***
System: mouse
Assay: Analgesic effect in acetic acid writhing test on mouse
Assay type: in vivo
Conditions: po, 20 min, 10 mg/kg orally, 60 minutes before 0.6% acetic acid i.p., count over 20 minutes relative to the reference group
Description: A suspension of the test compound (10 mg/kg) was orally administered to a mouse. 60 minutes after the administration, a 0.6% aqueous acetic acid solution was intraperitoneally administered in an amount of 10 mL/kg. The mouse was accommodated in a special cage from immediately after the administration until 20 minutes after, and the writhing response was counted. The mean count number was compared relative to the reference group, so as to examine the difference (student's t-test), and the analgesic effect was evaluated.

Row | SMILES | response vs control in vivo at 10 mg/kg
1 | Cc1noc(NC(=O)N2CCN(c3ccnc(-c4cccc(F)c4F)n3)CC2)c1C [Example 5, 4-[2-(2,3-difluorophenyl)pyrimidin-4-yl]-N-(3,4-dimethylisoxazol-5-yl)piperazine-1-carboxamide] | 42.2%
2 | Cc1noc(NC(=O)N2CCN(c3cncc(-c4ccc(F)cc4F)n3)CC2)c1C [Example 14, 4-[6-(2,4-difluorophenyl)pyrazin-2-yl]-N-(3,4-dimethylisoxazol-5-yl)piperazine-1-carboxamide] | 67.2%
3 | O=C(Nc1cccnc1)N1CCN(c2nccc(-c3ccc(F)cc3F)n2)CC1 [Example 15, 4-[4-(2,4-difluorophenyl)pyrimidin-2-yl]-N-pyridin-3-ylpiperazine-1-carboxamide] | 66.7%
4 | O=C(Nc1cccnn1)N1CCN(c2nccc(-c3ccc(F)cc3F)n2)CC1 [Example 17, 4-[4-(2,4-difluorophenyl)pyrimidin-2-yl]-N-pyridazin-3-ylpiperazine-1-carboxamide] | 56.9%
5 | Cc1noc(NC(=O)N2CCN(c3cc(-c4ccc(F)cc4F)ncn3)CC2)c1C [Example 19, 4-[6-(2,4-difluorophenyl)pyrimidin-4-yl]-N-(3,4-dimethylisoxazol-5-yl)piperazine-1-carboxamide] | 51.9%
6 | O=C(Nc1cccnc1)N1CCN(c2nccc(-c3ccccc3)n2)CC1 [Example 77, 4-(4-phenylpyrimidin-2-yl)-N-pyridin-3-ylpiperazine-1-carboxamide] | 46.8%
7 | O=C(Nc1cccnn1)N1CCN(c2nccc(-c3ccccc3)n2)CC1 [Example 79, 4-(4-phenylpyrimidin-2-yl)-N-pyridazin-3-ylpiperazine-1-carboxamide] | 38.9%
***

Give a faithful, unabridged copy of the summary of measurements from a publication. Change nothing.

System: mouse
Assay: Analgesic effect in acetic acid writhing test on mouse
Assay type: in vivo
Conditions: po, 20 min, 10 mg/kg orally, 60 minutes before 0.6% acetic acid i.p., count over 20 minutes relative to the reference group
Description: A suspension of the test compound (10 mg/kg) was orally administered to a mouse. 60 minutes after the administration, a 0.6% aqueous acetic acid solution was intraperitoneally administered in an amount of 10 mL/kg. The mouse was accommodated in a special cage from immediately after the administration until 20 minutes after, and the writhing response was counted. The mean count number was compared relative to the reference group, so as to examine the difference (student's t-test), and the analgesic effect was evaluated.

Row | SMILES | response vs control in vivo at 10 mg/kg
1 | Cc1noc(NC(=O)N2CCN(c3ccnc(-c4cccc(F)c4F)n3)CC2)c1C [Example 5, 4-[2-(2,3-difluorophenyl)pyrimidin-4-yl]-N-(3,4-dimethylisoxazol-5-yl)piperazine-1-carboxamide] | 42.2%
2 | Cc1noc(NC(=O)N2CCN(c3cncc(-c4ccc(F)cc4F)n3)CC2)c1C [Example 14, 4-[6-(2,4-difluorophenyl)pyrazin-2-yl]-N-(3,4-dimethylisoxazol-5-yl)piperazine-1-carboxamide] | 67.2%
3 | O=C(Nc1cccnc1)N1CCN(c2nccc(-c3ccc(F)cc3F)n2)CC1 [Example 15, 4-[4-(2,4-difluorophenyl)pyrimidin-2-yl]-N-pyridin-3-ylpiperazine-1-carboxamide] | 66.7%
4 | O=C(Nc1cccnn1)N1CCN(c2nccc(-c3ccc(F)cc3F)n2)CC1 [Example 17, 4-[4-(2,4-difluorophenyl)pyrimidin-2-yl]-N-pyridazin-3-ylpiperazine-1-carboxamide] | 56.9%
5 | Cc1noc(NC(=O)N2CCN(c3cc(-c4ccc(F)cc4F)ncn3)CC2)c1C [Example 19, 4-[6-(2,4-difluorophenyl)pyrimidin-4-yl]-N-(3,4-dimethylisoxazol-5-yl)piperazine-1-carboxamide] | 51.9%
6 | O=C(Nc1cccnc1)N1CCN(c2nccc(-c3ccccc3)n2)CC1 [Example 77, 4-(4-phenylpyrimidin-2-yl)-N-pyridin-3-ylpiperazine-1-carboxamide] | 46.8%
7 | O=C(Nc1cccnn1)N1CCN(c2nccc(-c3ccccc3)n2)CC1 [Example 79, 4-(4-phenylpyrimidin-2-yl)-N-pyridazin-3-ylpiperazine-1-carboxamide] | 38.9%